Elective laparoscopic surgery under general anesthesia was done and revealed that two non-absorbable monofilament sutures were laid on the middle and left part of the uterus, forming an adhesion between the nearby omentum and the sigmoid colon (Fig. 3A, 3B). After adhesiolysis, we recognized that one of the knots at the left uterus was penetrating the sigmoid colon. Upon removing the penetrating suture, we observed minute but definite colon wall perforation. Primary repair of the perforated colon wall was performed with continuous synthetic absorbable polyglactin sutures (Vicryl®), and the surgery was then finished. It was clearly evident that the excised suture knot was a nonabsorbable material, but the specific type of the suture material remained unknown – since we did not have access to information about the earlier surgery (Fig. 4).
The patient showed a favorable condition during the hospital course after surgery, and she was discharged on the fourth day postoperatively without any problems. After discharge, we conducted outpatient check-ups and verified that her condition continued to be stable without any gastrointestinal symptoms.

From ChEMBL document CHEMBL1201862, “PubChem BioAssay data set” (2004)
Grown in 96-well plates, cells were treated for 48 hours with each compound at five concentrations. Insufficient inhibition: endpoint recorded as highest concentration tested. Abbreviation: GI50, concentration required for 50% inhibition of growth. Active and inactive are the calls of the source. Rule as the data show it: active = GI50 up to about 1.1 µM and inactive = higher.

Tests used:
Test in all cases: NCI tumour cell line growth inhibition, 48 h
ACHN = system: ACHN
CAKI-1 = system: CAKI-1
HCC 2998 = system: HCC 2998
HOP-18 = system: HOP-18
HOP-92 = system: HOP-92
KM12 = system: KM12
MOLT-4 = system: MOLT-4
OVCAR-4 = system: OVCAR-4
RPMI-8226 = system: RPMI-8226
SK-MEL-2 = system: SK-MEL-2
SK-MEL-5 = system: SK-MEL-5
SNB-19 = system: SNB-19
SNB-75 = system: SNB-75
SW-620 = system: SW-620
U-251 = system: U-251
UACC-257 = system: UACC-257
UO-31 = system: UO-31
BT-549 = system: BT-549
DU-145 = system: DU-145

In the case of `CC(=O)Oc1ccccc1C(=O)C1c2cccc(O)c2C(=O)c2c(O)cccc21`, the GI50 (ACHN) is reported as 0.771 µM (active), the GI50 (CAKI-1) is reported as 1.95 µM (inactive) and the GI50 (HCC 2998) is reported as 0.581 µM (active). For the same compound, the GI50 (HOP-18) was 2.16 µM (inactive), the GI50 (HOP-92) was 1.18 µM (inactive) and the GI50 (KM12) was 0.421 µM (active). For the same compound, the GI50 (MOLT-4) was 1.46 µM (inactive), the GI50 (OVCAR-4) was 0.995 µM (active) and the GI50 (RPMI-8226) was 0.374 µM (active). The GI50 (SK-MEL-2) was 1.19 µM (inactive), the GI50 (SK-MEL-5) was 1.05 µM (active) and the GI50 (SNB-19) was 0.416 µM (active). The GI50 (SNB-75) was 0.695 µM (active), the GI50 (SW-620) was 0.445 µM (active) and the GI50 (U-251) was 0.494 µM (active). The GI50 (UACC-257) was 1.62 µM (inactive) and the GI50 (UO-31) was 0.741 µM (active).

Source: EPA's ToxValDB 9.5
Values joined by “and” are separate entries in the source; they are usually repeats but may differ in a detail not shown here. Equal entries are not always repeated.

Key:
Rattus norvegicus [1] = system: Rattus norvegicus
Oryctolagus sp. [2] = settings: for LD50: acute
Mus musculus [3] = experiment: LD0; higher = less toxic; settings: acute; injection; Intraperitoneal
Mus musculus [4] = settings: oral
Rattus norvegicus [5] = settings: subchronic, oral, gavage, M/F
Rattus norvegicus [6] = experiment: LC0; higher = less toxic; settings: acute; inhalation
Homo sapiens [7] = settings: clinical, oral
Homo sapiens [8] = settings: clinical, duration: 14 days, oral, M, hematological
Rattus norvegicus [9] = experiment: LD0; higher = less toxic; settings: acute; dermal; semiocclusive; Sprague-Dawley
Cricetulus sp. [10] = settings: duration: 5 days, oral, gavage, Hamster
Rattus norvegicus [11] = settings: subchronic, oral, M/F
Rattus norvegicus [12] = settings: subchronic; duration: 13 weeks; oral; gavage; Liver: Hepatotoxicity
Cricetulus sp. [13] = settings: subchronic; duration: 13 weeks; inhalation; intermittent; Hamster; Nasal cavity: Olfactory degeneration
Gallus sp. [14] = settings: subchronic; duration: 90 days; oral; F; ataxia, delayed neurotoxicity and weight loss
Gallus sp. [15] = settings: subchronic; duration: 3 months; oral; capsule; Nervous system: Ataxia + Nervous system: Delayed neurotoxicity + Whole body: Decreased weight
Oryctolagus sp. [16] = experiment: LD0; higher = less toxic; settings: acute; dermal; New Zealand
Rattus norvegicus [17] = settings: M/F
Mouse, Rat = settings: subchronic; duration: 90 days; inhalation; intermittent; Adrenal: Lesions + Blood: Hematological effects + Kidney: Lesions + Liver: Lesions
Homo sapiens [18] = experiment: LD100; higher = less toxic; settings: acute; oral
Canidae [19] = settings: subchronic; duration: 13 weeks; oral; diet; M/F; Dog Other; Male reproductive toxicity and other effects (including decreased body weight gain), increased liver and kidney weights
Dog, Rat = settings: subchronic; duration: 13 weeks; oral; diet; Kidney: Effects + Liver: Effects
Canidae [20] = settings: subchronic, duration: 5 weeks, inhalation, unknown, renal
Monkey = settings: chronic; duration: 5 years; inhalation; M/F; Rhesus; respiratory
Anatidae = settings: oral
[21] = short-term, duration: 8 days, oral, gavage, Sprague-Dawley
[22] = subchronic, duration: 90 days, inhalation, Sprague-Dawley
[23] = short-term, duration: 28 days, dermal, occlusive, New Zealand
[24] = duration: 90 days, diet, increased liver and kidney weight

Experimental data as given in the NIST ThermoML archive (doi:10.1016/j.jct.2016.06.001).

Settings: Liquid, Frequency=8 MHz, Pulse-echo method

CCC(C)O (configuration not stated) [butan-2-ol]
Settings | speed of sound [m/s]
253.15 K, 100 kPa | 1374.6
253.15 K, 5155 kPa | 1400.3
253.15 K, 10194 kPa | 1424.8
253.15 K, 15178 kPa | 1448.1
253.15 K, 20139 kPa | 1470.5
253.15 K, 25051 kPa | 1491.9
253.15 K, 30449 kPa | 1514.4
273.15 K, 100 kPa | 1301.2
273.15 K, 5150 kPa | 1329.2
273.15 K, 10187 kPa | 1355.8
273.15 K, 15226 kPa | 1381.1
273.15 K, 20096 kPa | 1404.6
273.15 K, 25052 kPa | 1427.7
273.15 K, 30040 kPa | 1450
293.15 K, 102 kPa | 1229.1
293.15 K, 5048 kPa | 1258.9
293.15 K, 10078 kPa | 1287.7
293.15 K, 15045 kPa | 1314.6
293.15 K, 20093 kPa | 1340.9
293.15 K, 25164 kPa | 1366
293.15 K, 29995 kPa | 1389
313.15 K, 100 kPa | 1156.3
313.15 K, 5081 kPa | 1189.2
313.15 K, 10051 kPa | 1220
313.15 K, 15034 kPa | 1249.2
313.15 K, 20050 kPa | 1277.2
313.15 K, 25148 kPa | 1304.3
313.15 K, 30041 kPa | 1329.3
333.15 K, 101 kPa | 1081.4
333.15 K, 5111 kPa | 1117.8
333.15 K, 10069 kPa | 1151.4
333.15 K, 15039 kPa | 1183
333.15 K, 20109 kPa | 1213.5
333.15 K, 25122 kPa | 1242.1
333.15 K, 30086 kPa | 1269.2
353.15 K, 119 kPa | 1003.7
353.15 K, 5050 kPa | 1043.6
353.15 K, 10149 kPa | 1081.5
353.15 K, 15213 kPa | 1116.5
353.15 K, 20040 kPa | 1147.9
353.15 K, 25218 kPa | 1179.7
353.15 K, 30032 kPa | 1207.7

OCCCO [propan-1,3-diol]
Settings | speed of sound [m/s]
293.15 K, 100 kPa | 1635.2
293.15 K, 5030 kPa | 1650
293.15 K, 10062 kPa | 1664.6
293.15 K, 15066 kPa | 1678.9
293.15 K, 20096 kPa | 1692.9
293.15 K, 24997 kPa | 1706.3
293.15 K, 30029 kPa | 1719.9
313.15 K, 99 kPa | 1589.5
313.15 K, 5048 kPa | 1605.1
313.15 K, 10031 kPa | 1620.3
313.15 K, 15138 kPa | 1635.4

The factors for selecting a proper suture material are the characteristics of the material, the nature of the tissue, and the surgeon’s personal preference. The main goal when choosing a suture material is for the suture to maintain the tensile strength of the wound until tissue healing provides sufficient stability. Therefore, this is an important choice for surgeons to make, and there are also fundamental recommendation for each tissue type since various tissues need different times for wound healing. In tissues such as muscles, subcutaneous tissues, and the skin, a few days are enough to heal. In contrast, fascia or tendons require weeks to months to heal; thus, several studies have indicated that absorbable sutures, which lose their tensile strength relatively slow, are superior to non-absorbable sutures. When delayed wound healing is predicted because of patient-specific factors, non–absorbable sutures are also indicated. In parenchymal organs such as the kidney or liver, a synthetic absorbable monofilament is preferable. Synthetic absorbable monofilaments can also be recommended for hollow viscous organs such as intestine or bladder, but exceptions still exist because suture selection is affected by patient characteristics, especially in patients with obesity, neoplasia, malnutrition, infection, steroid treatment, and collagen disorders.